Secured by Design contributes to fire safety week

November 2, 2022


As part of Fire Door Safety Week, Alfie Hosker, the Technical Manager at Secured by Design discusses the enhanced security & fire performance of door sets.

The tragic fire at the Grenfell Tower in June 2017 has led to much examination of the escape protocols for high rise buildings and the materials and products utilised with the build process.

Post Grenfell, the government quite rightly called for further investigations and Secured by Design (SBD) took an active part as a member of the Grenfell Technical Group, which was set up in March 2018 to provide technical advice specifically on entrance doorsets to individual flats – which includes the door, associated frame and all component parts, such as the glazing and door hardware.

The Group, which included other not-for-profit organisations including the Fire Industry Association (FIA) and the Door and Hardware Federation (DHF), met frequently throughout the rest of that year. Our comprehensive technical findings were duly reported to government via the Grenfell Independent Expert Panel.

Building on the collective expertise and experience within SBD, FIA and DHF the three organisations took the unprecedented step of collaborating on a document entitled ‘Guide For Selecting Flat Entrance Doorsets’ which was published in March 2019.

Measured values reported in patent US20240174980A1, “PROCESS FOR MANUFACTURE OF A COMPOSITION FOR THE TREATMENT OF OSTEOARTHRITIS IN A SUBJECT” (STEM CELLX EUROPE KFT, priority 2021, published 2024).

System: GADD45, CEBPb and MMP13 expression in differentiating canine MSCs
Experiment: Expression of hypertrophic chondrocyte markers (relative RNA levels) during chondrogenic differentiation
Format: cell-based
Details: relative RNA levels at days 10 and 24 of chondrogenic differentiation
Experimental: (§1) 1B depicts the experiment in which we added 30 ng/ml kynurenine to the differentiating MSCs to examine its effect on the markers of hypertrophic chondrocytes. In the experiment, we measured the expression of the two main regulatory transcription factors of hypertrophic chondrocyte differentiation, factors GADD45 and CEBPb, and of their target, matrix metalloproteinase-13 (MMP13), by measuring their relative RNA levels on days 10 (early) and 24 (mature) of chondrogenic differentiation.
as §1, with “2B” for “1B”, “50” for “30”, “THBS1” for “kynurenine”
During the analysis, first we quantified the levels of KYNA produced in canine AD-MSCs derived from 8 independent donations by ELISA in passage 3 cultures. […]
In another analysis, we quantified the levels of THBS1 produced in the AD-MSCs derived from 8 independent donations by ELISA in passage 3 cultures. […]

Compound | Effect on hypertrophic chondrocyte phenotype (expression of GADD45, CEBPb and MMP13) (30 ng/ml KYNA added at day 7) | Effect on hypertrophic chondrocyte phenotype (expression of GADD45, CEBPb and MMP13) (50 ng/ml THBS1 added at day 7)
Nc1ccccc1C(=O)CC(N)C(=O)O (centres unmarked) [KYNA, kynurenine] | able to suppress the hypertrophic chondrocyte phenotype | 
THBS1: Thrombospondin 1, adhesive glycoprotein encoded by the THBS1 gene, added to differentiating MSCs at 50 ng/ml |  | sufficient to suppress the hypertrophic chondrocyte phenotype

Aimed at housing associations, landlords, building owners, developers and local authorities in England (but much of the advice is equally applicable to other countries of the UK, even though Building Regulations may differ slightly), the publication brings together the best collaborative advice available from the industry in one straightforward document to highlight the fundamental issues of fire safety and security for those selecting such doorsets.

Importantly, the publication makes the point that there is no conflict between fire and security with Building Regulations Approved Document B (fire) and Approved Document Q (security) carrying equal weight with neither taking precedence over the other.

The publication also covers
• Why only factory produced doorsets can meet both Approved Document B and Q

• What to look for in terms of performance for fire

• What to look for with third-party certification for fire

• What to look for regarding security

• Other performance affecting flat entrance doorsets

• Glazing considerations

• Assessments – what to be aware of

• Installation

• Maintenance

• Multi-occupancy buildings

• Government advice to Building Control

Last year, it came to the attention of Jon Cole, our Chief Operating Officer at Secured by Design, that smoke test evidence was not being included in certification schemes, as it was for fire resistance and security. We have subsequently revisited the possible life-threatening characteristics of fire rated doorsets, as asphyxiation caused by smoke inhalation is the most common cause of deaths in flats when a fire occurs.

Currently doorset thresholds can legitimately be tested to BS 476-31.1 or BS EN 1634-3 with the threshold taped up, and be assigned an ‘S’ designation (according to the guidance within Approved Document B) or an ‘Sa’ classification (when classified according to EN 13501-2), as the threshold gap is effectively discounted in both instances.